As a writer and a teacher of writing, I have always been eclectic. I tell my students that they must strive to live a rich and varied life, on any income; that they will pluck their words and metaphors from the treasures of their experience. Discussing the agony of the blank page and the mystery of the very first sentence, I show them an article I published about the Farmers Market in San Francisco’s Civic Center, and how the lead paragraph emerged from a stew of visual memories I’d formed wandering among Swiss peasants in Fribourg, decades prior. As a teacher of humanities (film) and mass media as well, I immerse myself continually in the visual and performing arts. These activities contribute to my understanding of the world and the richness of my lectures.
Over the past decade I have also developed as an artist in an art medium known as “mosaic.” I have produced large format murals and smaller pieces, including a mosaic violin. For me, the art of mosaics parallels the writing process, although mosaic making is altogether more physical in nature. From the nascent desire to express something – a message, if you will — to the conceptualization of a vehicle for that ‘message,’ both arts drive towards a piece of work that can convey thought, feeling and even information. In both processes there is the assembly of materials, the ordering of elements, the unforeseen spark of creativity, the intensive labor of technique. In my own experience, the process of creating mosaics and that of writing inform and enrich one another,and i have started a company (Quake Mosaics) and a blog in which I write about the process of their creation. I share this blog with students in order for them to see how a writer can use their interests to develop subjects worth writing about, and to understand visually the elements of story-telling.
In recent years, the art of the mosaic has boomed internationally, as both trained and self-taught artists have explored and experimented with traditional techniques, remaking an ancient art for the 21st century. And some of the work is breaking new ground as a form of expression uniquely capable of expressing messages about today’s fractured world. For this reason I propose to attend this year’s conference of the Society of American Mosaic Art (SAMA) comprising five solid days of cutting edge presentations and workshops; exhibits and discussions. For the most part, I am attending in order to enter more deeply into the global discussion about this unfolding medium, not so much as an aesthetic but in its capacity as a conveyor of complex human messages. One keynote event will be the American premiere of a documentary film “Fold, Crumple, Crush” about the work of the Nigerian artist el-Anatsui, who transforms discarded foil bottle tops and rescued copper wire into vast, shimmering wall hangings. The film and lecture discuss questions about the source of inspiration, how an artist finds and sustains an original voice, how art finds context in the environment of its creation, and the nature of art itself. Another presentation features maverick Australian artist Pamela Irving, for whom mosaics are about story telling, examining the narrative tradition in mosaic from the ancient practitioners of the art, to her own innovative practice. Yet another workshop will examine the social and educational impact of community-built mosaics in projects from Haiti to Oakland CA. …”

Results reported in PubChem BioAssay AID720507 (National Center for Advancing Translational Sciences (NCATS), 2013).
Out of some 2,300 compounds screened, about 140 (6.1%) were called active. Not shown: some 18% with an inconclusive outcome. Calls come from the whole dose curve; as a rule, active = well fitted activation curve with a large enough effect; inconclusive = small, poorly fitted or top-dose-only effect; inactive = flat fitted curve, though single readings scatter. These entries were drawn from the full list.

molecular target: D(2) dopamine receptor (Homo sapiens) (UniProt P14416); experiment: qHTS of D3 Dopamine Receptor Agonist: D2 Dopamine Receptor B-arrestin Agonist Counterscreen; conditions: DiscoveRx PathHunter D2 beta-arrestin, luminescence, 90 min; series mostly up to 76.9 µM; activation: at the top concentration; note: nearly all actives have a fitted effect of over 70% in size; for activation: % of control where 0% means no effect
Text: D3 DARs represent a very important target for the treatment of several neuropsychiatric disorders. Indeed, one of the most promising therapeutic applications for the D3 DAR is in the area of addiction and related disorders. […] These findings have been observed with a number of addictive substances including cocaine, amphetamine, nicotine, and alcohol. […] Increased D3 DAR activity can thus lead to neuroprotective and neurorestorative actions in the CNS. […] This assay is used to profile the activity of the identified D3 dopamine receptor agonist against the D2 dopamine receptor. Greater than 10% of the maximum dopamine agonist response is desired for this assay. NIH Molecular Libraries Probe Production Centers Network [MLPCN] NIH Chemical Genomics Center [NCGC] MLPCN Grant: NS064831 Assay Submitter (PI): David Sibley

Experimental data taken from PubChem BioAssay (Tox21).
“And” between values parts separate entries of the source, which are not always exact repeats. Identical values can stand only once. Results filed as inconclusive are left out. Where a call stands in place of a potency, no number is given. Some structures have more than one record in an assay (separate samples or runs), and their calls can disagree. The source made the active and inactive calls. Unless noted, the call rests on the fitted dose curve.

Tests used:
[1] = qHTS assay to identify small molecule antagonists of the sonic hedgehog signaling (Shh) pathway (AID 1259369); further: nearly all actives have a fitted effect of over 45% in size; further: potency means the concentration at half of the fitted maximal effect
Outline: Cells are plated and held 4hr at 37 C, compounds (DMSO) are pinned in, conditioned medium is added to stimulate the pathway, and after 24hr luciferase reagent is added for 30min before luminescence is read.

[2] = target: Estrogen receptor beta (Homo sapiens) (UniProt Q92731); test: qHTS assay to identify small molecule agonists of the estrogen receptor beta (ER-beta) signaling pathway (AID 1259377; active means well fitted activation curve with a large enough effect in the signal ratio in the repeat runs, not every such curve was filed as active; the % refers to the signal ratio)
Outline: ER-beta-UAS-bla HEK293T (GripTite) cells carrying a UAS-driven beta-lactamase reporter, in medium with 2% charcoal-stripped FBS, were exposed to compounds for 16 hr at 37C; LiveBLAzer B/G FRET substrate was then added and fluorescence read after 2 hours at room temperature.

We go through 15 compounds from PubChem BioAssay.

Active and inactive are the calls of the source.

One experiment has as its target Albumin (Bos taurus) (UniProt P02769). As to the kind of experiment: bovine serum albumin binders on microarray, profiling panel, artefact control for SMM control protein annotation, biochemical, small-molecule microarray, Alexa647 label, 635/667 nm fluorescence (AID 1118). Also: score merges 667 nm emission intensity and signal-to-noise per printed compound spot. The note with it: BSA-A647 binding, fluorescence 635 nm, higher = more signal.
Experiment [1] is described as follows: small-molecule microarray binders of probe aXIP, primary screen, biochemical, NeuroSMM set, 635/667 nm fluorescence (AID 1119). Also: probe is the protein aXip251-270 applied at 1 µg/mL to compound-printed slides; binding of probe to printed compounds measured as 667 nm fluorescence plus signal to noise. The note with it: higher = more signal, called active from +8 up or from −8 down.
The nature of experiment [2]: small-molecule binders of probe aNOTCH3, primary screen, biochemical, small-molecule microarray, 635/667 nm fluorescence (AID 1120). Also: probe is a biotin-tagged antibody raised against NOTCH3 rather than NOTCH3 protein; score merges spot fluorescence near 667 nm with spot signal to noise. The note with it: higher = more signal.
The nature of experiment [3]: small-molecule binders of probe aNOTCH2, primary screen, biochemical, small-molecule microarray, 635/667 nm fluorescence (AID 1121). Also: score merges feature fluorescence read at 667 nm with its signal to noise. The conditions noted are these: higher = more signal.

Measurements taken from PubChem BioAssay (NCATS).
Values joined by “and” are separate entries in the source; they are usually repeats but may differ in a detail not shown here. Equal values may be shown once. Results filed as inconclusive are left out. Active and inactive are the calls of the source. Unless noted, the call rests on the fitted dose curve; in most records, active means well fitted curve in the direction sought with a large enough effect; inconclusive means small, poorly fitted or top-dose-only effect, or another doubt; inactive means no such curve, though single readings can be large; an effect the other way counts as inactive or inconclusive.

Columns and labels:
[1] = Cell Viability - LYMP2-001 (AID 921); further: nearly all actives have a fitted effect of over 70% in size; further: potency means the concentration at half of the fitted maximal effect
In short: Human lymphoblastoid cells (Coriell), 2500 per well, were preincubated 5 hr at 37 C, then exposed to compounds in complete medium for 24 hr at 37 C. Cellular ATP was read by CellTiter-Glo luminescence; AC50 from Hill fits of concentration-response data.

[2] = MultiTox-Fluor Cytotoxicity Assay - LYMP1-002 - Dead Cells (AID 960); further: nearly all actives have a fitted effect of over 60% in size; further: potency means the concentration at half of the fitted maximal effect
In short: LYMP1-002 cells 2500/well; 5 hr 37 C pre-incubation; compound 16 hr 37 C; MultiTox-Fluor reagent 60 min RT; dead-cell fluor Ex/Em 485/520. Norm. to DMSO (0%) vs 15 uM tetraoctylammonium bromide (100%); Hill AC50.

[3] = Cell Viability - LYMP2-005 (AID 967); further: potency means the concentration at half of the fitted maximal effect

I’ll be blogging in the evenings from the retrofitted silver Airstream trailer accommodations that I have rented for three nights. I am as sure of my purpose as I have ever been. I hope the college administrators agree.

Inspiration: Tofino

Posted in Uncategorized with tags , , , , on August 8, 2010 by Laura Paull

My first mosaic: how could I know?

This was actually the first mosaic I ever made. It is 4 feet by 8 feet. I knew nothing about mosaics. I was driven by sheer inspiration. That is to say: I was insane.

I had just come back from a visit to my friends Kathy and Gary Shaw in Tofino B.C, where I had been inspired not only by the community of residents, who seemed to create art in everything they did (their homes, their  gardens, their food, etc),  but by the land and seascape in which they live this artful life, teeming with exuberant nature. We kayaked on the ocean there, and from sea level saw otter and dolphin and fish leaping from the waves, bear prowling the shores of not-too-distant islands; we peered up with drenched faces at all manner of long-winged birds. So I plunged into this project and essentially taught myself “on the job,” consulting with craftsmen and hardware store experts whenever I needed to know something.

I collected the materials as I went: scavenging remnant tiles and orphan dishes at the Goodwill, dredging the bottom of my jewelry box, emptying cups of stones and shells I had brought home from beaches all my life.If I suddenly realized I needed a dash of purple in the sky or  red tile for the starfish, off I would go in search of that element, disrupting the work.

The mermaid was a fancy of course – but if mermaids live anywhere in this world besides Ireland, it would be in the watery realms of Vancouver Island and Puget Sound. I modeled her on my step-daughter Sarah, who was not yet a woman, but was soon to become one, and this is what I imagined she would look like. She eventually

did, and does.

Framing it was a nightmare; with its base of marine grade plywood glued to hardibacker and all that tile and stone grouted on top, the thing weighed some 250 pounds when it was done. It took three strong men to hang in its original setting and three more to carry it to the place where you see it here, inside a fence by my hot tub.

I know now that I made every mistake in the book, and would never do a mosaic in this way again. Yet somehow it all came together, over six months of sustained drive and naive inspiration. It makes me happy to look at it when I’m soaking, and other people tell me it makes them happy too.

There is something to be said for “art primitif.” Now at least, when I take a workshop and the teacher tells us what to do and what not to do — I really get it, because in a sense, I’ve already made all the basic mistakes. Now, I think, I can move on.